A skeletal reconstruction of new dinosaur Gobihadros mongoliensis, based on multiple individuals including a rare, virtually complete specimen. (Credit: Tsogtbaatar et al, 2019) Toothy tyrannosaurs and enormous titanosaurs may be the most dramatic dinosaurs of the Late Cretaceous, but plant-eating hadrosaurs had the numbers. These widely-distributed animals, often called duck-billed dinosaurs, are among the most commonly found fossils from the period that stretched 66 million-100 million years ago. Yet the hadrosaur origin story remains a bit of a mystery. Today, a magnificent new find from Mongolia fills in some of the gaps. Paleontologists unearthed multiple specimens of newly described Gobihadros mongoliensis from southeastern Mongolia. The crown jewels of the discovery are a virtually complete skeleton of an individual that was about 10 feet long — the fossil includes a slightly crushed skull — and a pristine, complete skull from a second individual. All of the fossil material is about 85 million years old, dating to the Santonian, which falls in the middle of the Late Cretaceous. The Santonian appears to be a key time for hadrosaur diversity and dispersal, but paleontologist didn't have many high-quality fossils from certain branches of the duck-billed dino family tree. That made it tough to figure out what was going on with these populous plant-eaters — and it's why Gobihadros is important. Bills, Bills, Bills A brief refresher on duck-billed dinos: Your basic model of a hadrosaur was a large-bodied herbivore notable for its specialized jaws and teeth. The front of the snout was flattened (the whole duck bill thing) and behind it were teeth efficient at grinding the plant matter it ate. It had a bulky torso (gotta digest all that fibrous plant matter somewhere) and a stiff tail. Once thought to be bipedal, hadrosaurs are now believed to have walked on all fours, though some species may have taken the occasional awkward two-legged gambol. More evolved, or derived, hadrosaurs often had elaborate crests and other headgear, the purpose of which remains under debate. If you want to keep it simple, you can call all duck-billed dinos hadrosaurs, but that would skip over the nuance of why Gobihadros matters. The team behind the find describes the new dinosaur as a non-hadrosaurid hadrosauroid, and nested in that term is the animal's value to science. But I don't feel like typing that bulky term over and over, so I made a Venn diagram to explain it:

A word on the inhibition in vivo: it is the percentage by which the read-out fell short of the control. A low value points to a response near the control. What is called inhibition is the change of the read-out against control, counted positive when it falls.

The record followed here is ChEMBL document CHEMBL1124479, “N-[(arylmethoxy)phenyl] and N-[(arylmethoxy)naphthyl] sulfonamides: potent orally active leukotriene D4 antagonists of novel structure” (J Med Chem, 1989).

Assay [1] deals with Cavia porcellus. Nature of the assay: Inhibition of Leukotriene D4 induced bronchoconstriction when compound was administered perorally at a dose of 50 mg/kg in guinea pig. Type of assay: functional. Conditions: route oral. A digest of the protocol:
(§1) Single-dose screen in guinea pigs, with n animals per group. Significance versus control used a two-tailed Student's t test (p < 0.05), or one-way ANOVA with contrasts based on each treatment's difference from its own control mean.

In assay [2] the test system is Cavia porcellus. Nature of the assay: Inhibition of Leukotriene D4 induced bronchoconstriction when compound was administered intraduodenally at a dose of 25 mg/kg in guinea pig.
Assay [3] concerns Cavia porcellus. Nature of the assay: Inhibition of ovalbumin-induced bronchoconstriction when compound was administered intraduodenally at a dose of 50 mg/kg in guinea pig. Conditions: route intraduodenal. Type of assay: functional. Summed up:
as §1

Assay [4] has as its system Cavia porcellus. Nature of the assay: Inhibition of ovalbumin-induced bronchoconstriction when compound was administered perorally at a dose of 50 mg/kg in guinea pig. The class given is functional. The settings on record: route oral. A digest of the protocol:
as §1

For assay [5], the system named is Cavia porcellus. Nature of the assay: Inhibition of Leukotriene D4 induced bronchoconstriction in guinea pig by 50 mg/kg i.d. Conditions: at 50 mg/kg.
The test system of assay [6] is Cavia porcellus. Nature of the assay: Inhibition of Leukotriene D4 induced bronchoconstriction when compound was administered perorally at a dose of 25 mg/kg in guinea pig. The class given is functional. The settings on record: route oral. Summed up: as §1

The first hadrosaurs on the scene, way back in the Early Cretaceous (100 million-145 million years ago), were your basic hadrosauroids. Some hadrosauroid lineages evolved enough distinctive traits, over millions of years, to form their group-within-a-group, the hadrosaurids. They were still hadrosauroids, just more evolved, or derived, from the original models. By the Late Cretaceous, including the Santonian, most of the hadrosaurs running around worldwide were hadrosaurids. Yet Gobihadros, which was not a fancy, highly derived hadrosaurid, was still around, apparently doing just fine despite being a less derived hadrosauroid. Having Gobihadros in East Asia at the time it lived is helpful because it establishes two things. First, that hadrosauroids were still around in that region. Second, the great preservation of the specimen allowed paleontologists to analyze the often-subtle differences in anatomical traits. They were able to determine that Gobihadros is not closely related to more evolved hadrosaurids that show up on the same landscape towards the end of the Late Cretaceous. These later species do have a great deal in common with North American hadrosaurs, however. That means, suggest the authors, that the later hadrosaurids did not descend from Gobihadros. More likely, they evolved in the Americas and meandered over into Asia via Beringia. You may know Beringia as the large region of land, now underwater between Siberia and Alaska, that was exposed during the last Ice Age, roughly 20,000 years ago. The First Americans travelled from Asia through Beringia to reach the Americas (though researchers still debate whether their initial route was through the interior or along the coast). The truth is, Beringia has come and gone many times over the last 100 million or so years, emerging whenever sea levels dropped. Just as it brought humans to the New World for the first time, it also served as a hadrosaur highway, in the opposite direction, more than 70 million years ago. The study appears today in PLOS ONE.